A prostate check-up is a simple procedure that may be able to detect cancer at an early stage. Here is what you can expect when you go in for your prostate exam and post-exam care.
Located roughly two inches inside the bottom of the male body, the prostate produces a fluid that mixes with sperm cells to form semen.
Prostate cancer is the most common cancer among men in Europe, with around 22% of new cancer diagnoses being prostate cancer. This type of cancer generally develops after age 50, but the good news is that the survival rate is very high. As men age, their prostate gets bigger, and their prostate cancer risk increases.
A prostate exam looks for physical abnormalities. If a healthcare professional has recommended you have one, then it’s worth getting your prostate checked out.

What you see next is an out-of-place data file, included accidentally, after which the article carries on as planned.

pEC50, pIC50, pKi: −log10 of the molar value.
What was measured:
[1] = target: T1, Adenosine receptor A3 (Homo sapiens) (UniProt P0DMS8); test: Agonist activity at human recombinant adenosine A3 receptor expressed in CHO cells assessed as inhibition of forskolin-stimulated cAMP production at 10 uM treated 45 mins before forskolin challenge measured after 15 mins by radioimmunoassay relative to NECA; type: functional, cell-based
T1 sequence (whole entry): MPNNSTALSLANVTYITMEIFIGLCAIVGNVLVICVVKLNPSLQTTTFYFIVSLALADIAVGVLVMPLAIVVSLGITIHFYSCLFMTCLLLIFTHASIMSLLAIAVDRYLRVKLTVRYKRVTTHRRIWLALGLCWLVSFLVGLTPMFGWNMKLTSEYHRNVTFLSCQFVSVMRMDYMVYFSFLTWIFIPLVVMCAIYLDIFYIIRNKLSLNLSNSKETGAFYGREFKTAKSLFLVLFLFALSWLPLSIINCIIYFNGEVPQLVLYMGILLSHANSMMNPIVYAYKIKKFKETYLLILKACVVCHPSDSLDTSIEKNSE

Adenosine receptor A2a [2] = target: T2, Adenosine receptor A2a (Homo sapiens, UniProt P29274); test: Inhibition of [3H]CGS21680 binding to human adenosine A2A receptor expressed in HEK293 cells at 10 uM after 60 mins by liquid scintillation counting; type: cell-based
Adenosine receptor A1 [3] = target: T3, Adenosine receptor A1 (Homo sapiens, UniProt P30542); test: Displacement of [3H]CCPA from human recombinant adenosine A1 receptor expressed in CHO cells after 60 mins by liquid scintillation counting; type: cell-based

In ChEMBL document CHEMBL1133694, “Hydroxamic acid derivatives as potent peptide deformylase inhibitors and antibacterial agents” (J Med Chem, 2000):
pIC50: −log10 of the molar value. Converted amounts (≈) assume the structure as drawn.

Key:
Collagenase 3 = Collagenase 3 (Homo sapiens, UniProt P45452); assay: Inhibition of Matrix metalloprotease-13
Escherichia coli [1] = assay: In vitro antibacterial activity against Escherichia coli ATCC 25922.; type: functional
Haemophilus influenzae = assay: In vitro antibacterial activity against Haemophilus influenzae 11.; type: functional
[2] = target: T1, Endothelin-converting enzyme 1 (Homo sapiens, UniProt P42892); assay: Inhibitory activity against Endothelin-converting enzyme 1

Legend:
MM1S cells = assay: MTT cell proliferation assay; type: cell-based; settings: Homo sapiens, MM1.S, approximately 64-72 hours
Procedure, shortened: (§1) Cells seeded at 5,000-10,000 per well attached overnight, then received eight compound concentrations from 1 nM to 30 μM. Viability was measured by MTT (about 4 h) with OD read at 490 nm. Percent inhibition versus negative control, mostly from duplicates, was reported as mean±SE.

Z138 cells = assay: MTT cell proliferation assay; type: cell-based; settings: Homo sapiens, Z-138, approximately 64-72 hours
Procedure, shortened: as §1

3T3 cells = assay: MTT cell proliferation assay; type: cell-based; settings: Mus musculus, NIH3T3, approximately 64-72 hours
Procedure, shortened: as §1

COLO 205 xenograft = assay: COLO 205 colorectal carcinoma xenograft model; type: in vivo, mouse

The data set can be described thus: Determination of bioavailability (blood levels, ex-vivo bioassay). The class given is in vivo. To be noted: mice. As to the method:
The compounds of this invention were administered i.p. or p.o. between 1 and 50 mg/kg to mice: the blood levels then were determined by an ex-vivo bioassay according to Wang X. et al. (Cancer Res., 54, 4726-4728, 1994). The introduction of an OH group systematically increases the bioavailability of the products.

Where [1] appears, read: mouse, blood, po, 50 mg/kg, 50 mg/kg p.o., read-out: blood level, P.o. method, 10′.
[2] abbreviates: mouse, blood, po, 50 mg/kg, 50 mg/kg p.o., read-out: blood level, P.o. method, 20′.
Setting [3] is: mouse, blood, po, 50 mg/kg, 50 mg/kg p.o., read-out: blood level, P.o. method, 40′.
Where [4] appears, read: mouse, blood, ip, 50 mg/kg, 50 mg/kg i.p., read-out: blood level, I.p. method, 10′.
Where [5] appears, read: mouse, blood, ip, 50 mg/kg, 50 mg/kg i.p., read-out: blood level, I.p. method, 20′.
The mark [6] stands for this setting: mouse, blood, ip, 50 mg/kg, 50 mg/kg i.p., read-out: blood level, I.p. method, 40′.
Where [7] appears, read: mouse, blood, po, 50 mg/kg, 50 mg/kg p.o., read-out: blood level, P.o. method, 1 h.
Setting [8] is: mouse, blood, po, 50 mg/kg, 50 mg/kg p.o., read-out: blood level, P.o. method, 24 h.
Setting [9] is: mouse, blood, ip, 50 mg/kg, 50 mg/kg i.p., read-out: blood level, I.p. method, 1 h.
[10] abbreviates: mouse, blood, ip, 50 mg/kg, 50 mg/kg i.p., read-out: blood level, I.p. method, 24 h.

A prostate exam is a procedure a medical professional carries out to examine the prostate. Here are the critical steps of the exam:
Before the prostate exam begins, the doctor or nurse will discuss the process with you and answer any questions you may have. Additionally, you can have a friend, family member, or another medical professional in the room for extra support.
Before the exam begins, you must remove your clothing from the waist down, including your underwear. The doctor will give you privacy while you do so, and once you are ready, you can let them know. This will make the exam easier.
Depending on the availability of the examination room and your physical capabilities, you can choose to have the prostate exam either in a standing or lying down position.